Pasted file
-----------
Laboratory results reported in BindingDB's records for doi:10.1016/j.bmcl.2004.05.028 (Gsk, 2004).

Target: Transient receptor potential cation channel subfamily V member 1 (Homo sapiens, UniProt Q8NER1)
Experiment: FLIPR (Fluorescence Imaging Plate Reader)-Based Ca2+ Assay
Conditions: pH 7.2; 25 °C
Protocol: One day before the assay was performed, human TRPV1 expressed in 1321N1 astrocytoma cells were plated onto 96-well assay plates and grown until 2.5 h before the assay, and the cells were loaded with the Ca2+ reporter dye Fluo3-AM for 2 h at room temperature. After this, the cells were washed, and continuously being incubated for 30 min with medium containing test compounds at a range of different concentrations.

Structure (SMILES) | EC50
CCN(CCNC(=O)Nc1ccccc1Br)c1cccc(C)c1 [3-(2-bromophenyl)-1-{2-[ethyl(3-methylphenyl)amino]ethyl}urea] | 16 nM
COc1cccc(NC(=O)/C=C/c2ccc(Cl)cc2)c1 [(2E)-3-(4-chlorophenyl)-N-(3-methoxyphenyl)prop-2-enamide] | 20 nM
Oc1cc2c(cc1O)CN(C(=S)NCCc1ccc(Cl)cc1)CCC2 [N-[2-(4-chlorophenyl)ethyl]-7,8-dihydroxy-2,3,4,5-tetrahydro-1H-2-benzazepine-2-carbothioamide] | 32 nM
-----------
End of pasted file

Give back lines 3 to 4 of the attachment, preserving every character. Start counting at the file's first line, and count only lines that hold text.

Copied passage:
Experiment: FLIPR (Fluorescence Imaging Plate Reader)-Based Ca2+ Assay
Conditions: pH 7.2; 25 °C